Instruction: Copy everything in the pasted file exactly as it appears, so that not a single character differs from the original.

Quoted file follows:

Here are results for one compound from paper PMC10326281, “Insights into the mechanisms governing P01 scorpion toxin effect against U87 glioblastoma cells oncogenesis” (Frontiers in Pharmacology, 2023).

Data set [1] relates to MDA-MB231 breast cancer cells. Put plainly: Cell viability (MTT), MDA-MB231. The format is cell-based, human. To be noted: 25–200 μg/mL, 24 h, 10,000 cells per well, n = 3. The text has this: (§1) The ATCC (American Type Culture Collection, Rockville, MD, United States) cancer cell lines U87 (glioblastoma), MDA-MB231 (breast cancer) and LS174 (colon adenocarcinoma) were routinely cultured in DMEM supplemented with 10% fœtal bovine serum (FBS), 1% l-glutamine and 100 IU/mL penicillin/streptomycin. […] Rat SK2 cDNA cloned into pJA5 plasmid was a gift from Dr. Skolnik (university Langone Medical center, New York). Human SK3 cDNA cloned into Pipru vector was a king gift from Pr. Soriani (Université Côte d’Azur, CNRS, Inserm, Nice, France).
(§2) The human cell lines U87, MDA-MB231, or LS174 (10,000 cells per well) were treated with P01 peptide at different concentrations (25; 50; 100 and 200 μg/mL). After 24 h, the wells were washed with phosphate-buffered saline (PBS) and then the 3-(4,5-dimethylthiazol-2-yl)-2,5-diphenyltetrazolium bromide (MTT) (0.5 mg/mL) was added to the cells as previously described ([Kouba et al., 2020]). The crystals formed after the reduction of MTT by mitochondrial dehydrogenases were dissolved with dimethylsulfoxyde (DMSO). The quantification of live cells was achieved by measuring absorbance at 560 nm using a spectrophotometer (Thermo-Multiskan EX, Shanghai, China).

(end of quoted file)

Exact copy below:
Here are results for one compound from paper PMC10326281, “Insights into the mechanisms governing P01 scorpion toxin effect against U87 glioblastoma cells oncogenesis” (Frontiers in Pharmacology, 2023).

Data set [1] relates to MDA-MB231 breast cancer cells. Put plainly: Cell viability (MTT), MDA-MB231. The format is cell-based, human. To be noted: 25–200 μg/mL, 24 h, 10,000 cells per well, n = 3. The text has this: (§1) The ATCC (American Type Culture Collection, Rockville, MD, United States) cancer cell lines U87 (glioblastoma), MDA-MB231 (breast cancer) and LS174 (colon adenocarcinoma) were routinely cultured in DMEM supplemented with 10% fœtal bovine serum (FBS), 1% l-glutamine and 100 IU/mL penicillin/streptomycin. […] Rat SK2 cDNA cloned into pJA5 plasmid was a gift from Dr. Skolnik (university Langone Medical center, New York). Human SK3 cDNA cloned into Pipru vector was a king gift from Pr. Soriani (Université Côte d’Azur, CNRS, Inserm, Nice, France).
(§2) The human cell lines U87, MDA-MB231, or LS174 (10,000 cells per well) were treated with P01 peptide at different concentrations (25; 50; 100 and 200 μg/mL). After 24 h, the wells were washed with phosphate-buffered saline (PBS) and then the 3-(4,5-dimethylthiazol-2-yl)-2,5-diphenyltetrazolium bromide (MTT) (0.5 mg/mL) was added to the cells as previously described ([Kouba et al., 2020]). The crystals formed after the reduction of MTT by mitochondrial dehydrogenases were dissolved with dimethylsulfoxyde (DMSO). The quantification of live cells was achieved by measuring absorbance at 560 nm using a spectrophotometer (Thermo-Multiskan EX, Shanghai, China).